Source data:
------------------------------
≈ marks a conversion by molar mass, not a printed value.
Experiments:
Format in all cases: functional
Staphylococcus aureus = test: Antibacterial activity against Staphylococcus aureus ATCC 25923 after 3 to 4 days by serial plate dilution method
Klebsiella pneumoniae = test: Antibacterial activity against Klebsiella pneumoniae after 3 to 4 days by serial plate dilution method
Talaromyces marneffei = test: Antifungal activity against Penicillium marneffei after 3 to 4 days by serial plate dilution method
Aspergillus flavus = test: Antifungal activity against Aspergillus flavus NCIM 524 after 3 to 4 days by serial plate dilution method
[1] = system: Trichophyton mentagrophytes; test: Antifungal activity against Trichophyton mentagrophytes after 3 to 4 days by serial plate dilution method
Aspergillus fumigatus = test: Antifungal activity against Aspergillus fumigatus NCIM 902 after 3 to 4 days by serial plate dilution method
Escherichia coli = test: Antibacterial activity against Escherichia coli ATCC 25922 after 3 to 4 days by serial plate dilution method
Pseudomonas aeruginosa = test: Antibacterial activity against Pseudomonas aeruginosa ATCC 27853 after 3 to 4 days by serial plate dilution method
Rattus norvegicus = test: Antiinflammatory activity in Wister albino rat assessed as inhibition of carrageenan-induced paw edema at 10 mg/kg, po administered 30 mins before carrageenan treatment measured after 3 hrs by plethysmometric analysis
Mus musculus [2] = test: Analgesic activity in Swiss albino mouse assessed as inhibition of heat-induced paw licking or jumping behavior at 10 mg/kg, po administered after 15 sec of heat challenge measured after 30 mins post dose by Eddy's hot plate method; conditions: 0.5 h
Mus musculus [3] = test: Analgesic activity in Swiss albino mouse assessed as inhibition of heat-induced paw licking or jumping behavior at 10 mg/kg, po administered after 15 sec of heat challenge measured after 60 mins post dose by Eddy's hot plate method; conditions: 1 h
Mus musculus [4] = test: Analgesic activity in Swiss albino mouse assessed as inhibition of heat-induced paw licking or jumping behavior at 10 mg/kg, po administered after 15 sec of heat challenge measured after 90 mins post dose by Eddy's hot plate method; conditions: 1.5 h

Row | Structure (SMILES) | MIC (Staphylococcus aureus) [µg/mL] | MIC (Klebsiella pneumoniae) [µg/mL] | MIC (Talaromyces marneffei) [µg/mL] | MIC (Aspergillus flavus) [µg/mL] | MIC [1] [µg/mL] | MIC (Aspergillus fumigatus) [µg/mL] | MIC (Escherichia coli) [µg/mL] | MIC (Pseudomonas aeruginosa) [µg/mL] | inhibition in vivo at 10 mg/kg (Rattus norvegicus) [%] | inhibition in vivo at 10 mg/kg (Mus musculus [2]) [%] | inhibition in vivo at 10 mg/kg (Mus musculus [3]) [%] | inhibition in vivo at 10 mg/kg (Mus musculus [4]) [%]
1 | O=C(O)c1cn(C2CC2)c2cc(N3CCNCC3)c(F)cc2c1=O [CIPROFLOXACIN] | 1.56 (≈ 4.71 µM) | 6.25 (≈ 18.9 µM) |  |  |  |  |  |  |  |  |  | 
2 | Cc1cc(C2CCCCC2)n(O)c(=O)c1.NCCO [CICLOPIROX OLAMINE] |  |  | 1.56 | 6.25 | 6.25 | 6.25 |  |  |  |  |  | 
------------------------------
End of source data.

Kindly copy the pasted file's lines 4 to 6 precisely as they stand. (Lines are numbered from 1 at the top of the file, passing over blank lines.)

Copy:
Staphylococcus aureus = test: Antibacterial activity against Staphylococcus aureus ATCC 25923 after 3 to 4 days by serial plate dilution method
Klebsiella pneumoniae = test: Antibacterial activity against Klebsiella pneumoniae after 3 to 4 days by serial plate dilution method
Talaromyces marneffei = test: Antifungal activity against Penicillium marneffei after 3 to 4 days by serial plate dilution method